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Voters put up banners to make their voice heard

Voters put up banners to make their voice heard

Residents living in makeshift tents at Latifpura call for boycott of the Lok Sabha poll in Jalandhar on Saturday. Tribune Photo



Tribune News Service

Avneet Kaur

Jalandhar, May 25

In Jalandhar (reserved) Lok Sabha constituency, it’s not just the politicians who are grabbing the headlines. Voters have emerged as the real power brokers, challenging candidates and bringing their grievances to the forefront.

This surge in voter activism has led to candidates avoiding certain areas, fearful of backlash and potential embarrassment.

In rural regions, the BJP’s leaders are steering clear of areas where farmers, frustrated by unmet demands, have posted banners declaring them unwelcome. Urban neighbourhoods like Shivay Nagar in Basti Danishmanda and Guru Nanak Pura, plagued by long-standing issues of contaminated water, are equally defiant, pledging to withhold their votes unless basic needs are met.

Latifpura offers the most poignant example of voter defiance. Affected residents have been living in makeshift tents for over 18 months after their homes were demolished in 2022. Despite initial support from Opposition political figures like Sukhbir Singh Badal, Amarinder Singh Raja Warring, Sukhpal Singh Khaira and Vijay Sampla, no candidate this election cycle has visited or addressed their calls for rehabilitation.

In response, Latifpura residents have prominently announced a poll boycott and have put up a big banner in the area declaring the same.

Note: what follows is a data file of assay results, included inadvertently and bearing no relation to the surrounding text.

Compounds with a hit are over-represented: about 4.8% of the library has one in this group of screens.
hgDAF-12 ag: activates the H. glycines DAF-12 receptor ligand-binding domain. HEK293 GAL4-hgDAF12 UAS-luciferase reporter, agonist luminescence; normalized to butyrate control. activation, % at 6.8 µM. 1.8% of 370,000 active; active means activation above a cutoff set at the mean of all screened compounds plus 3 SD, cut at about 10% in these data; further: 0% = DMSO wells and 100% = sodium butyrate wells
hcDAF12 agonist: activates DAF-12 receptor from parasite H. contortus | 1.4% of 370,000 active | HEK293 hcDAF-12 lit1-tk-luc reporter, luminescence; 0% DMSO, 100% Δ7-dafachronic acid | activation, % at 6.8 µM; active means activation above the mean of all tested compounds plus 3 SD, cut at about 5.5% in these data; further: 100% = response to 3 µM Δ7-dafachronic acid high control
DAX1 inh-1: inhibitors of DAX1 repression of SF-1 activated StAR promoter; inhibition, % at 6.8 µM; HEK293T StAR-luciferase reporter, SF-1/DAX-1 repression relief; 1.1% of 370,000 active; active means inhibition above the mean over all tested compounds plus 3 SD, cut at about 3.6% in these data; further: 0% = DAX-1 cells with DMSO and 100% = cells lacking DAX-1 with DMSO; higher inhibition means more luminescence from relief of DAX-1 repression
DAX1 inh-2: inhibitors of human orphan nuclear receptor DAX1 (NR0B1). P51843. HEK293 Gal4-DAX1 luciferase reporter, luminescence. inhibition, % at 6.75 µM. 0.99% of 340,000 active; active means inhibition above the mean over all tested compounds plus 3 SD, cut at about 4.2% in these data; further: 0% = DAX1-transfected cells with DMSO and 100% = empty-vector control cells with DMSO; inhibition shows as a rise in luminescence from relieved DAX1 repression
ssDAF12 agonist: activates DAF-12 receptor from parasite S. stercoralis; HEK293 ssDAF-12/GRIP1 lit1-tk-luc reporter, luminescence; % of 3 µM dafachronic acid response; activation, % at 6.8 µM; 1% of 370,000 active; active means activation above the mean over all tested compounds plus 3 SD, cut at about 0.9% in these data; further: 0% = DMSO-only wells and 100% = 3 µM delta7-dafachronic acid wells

Government employees, particularly teachers disillusioned by the National Pension Scheme (NPS), are also making their voices heard. Frustrated by political silence on the issue, they have distributed pamphlets and posted signs outside their homes declaring their demands.

It reads: “I am a government employee affected by the new pension scheme, having been recruited after 2004. My old pension benefits have been taken away. The only leader who can restore my old pension should come to my house to ask for my vote.”

Political analysts observing these developments note a significant shift. “Voters are becoming increasingly astute,” they say. “Candidates can no longer rely on empty promises and self-proclaimed achievements. While urban voters might be less engaged, those directly affected by government policies are making their voices heard, especially during elections when they feel their concerns are most likely to be addressed.”

About The Author

The Tribune News Service brings you the latest news, analysis and insights from the region, India and around the world. Follow the Tribune News Service for a wide-ranging coverage of events as they unfold, with perspective and clarity.

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